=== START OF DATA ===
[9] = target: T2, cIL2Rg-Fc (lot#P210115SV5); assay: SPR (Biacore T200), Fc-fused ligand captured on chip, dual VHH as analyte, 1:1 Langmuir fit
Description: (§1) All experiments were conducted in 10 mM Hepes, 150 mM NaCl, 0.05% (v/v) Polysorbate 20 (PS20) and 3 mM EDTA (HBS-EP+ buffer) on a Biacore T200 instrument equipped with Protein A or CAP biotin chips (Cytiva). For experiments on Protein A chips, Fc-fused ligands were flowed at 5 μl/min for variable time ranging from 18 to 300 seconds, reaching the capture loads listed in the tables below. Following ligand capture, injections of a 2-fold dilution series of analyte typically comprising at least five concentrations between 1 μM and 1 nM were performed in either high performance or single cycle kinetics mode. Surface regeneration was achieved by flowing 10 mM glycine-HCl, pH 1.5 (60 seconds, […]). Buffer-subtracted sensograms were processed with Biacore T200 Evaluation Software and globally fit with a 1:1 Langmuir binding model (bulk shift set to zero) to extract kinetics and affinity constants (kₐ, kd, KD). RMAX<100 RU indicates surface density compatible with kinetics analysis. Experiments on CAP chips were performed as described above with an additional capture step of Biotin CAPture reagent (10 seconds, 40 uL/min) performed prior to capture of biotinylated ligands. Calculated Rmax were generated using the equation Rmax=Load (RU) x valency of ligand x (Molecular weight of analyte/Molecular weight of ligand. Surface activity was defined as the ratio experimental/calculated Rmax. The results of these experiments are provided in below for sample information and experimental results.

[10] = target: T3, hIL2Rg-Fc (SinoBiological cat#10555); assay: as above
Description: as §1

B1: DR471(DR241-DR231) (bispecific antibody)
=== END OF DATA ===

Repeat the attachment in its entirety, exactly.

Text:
[9] = target: T2, cIL2Rg-Fc (lot#P210115SV5); assay: SPR (Biacore T200), Fc-fused ligand captured on chip, dual VHH as analyte, 1:1 Langmuir fit
Description: (§1) All experiments were conducted in 10 mM Hepes, 150 mM NaCl, 0.05% (v/v) Polysorbate 20 (PS20) and 3 mM EDTA (HBS-EP+ buffer) on a Biacore T200 instrument equipped with Protein A or CAP biotin chips (Cytiva). For experiments on Protein A chips, Fc-fused ligands were flowed at 5 μl/min for variable time ranging from 18 to 300 seconds, reaching the capture loads listed in the tables below. Following ligand capture, injections of a 2-fold dilution series of analyte typically comprising at least five concentrations between 1 μM and 1 nM were performed in either high performance or single cycle kinetics mode. Surface regeneration was achieved by flowing 10 mM glycine-HCl, pH 1.5 (60 seconds, […]). Buffer-subtracted sensograms were processed with Biacore T200 Evaluation Software and globally fit with a 1:1 Langmuir binding model (bulk shift set to zero) to extract kinetics and affinity constants (kₐ, kd, KD). RMAX<100 RU indicates surface density compatible with kinetics analysis. Experiments on CAP chips were performed as described above with an additional capture step of Biotin CAPture reagent (10 seconds, 40 uL/min) performed prior to capture of biotinylated ligands. Calculated Rmax were generated using the equation Rmax=Load (RU) x valency of ligand x (Molecular weight of analyte/Molecular weight of ligand. Surface activity was defined as the ratio experimental/calculated Rmax. The results of these experiments are provided in below for sample information and experimental results.

[10] = target: T3, hIL2Rg-Fc (SinoBiological cat#10555); assay: as above
Description: as §1

B1: DR471(DR241-DR231) (bispecific antibody)